Coronary artery disease remains the number one killer in the United States, but most people experiencing their first heart attack don’t have high cholesterol.
Instead, they suffer from a buildup of calcified cholesterol plaque in their coronary arteries. A quick, non-invasive technique called calcium scoring uses low radiation CT scans to detect that calcium, and helps to identify risks for coronary artery disease (CAD) and heart attacks. Doctors can then offer treatments that may positively affect patient outcomes.
The score from a CT scan is based on the density and extent of calcification:
0: Low risk
1-99: Moderately high risk
100-440: High risk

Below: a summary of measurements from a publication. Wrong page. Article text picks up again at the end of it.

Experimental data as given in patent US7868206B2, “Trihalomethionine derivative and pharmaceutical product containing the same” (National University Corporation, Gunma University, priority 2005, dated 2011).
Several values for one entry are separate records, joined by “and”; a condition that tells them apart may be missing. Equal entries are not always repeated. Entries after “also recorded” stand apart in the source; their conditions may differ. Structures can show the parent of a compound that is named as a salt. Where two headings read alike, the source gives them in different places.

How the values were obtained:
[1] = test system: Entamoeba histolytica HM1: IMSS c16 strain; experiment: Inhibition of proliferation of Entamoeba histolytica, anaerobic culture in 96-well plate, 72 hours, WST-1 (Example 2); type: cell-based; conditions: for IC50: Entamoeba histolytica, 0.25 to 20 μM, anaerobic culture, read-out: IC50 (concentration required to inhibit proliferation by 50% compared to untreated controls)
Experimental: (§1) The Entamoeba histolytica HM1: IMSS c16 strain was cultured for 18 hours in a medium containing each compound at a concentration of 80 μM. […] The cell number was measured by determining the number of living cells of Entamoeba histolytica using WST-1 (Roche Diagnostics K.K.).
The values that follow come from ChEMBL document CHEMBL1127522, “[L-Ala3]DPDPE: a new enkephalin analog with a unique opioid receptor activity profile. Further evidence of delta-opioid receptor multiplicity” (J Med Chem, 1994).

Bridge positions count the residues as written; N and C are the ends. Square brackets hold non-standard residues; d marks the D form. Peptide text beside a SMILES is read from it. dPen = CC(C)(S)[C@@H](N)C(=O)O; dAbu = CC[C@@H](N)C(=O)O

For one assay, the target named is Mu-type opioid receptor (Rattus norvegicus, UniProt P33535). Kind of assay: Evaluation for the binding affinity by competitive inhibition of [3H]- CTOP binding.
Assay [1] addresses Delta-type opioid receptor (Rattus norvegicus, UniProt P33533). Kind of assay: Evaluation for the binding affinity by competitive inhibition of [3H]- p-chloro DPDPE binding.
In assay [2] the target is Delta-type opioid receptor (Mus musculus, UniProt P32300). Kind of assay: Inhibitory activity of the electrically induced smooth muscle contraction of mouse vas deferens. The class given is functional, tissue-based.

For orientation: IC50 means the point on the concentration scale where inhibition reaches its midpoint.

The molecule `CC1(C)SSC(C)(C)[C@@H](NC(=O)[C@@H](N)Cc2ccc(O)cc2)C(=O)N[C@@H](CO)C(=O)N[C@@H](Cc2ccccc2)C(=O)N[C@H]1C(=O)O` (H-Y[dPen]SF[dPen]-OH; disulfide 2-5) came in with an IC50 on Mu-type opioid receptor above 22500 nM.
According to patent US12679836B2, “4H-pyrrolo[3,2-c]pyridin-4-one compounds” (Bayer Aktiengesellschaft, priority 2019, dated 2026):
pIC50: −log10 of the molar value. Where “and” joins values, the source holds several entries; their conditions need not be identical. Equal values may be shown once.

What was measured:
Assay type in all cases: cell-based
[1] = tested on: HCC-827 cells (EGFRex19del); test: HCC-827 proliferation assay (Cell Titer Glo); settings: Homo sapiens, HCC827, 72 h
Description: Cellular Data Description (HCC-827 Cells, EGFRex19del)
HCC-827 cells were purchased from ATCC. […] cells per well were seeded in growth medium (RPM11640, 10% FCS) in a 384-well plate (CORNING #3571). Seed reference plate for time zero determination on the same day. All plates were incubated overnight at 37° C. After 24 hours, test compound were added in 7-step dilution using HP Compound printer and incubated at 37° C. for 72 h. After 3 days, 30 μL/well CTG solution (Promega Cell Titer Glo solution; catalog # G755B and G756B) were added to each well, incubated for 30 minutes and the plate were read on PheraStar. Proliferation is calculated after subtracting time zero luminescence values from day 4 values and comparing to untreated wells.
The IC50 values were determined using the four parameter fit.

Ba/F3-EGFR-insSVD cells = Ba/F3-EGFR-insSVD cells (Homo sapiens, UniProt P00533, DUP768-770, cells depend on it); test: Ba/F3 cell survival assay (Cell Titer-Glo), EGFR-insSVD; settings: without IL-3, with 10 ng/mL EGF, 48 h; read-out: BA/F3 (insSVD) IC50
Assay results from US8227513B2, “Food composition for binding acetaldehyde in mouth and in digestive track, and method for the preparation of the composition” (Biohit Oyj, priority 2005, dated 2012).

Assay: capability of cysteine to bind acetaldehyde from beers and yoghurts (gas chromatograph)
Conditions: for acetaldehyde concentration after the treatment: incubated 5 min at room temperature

Greater than 400: Very high risk
“If you have a 0 score, you have a 99 percent chance of being alive in ten years,” said Dr. Larry Weathers. “Then the various levels, up to 300, are associated with a high risk of having a significant blockage.”
This test is offered in select locations across Mercy, so ask your doctor if you think your heart might be at risk. While calcium scoring may be more reliable than traditional risk assessments, they aren’t for everyone. A calcium scan is not helpful in patients with a low or high risk of heart disease. To learn more, click here.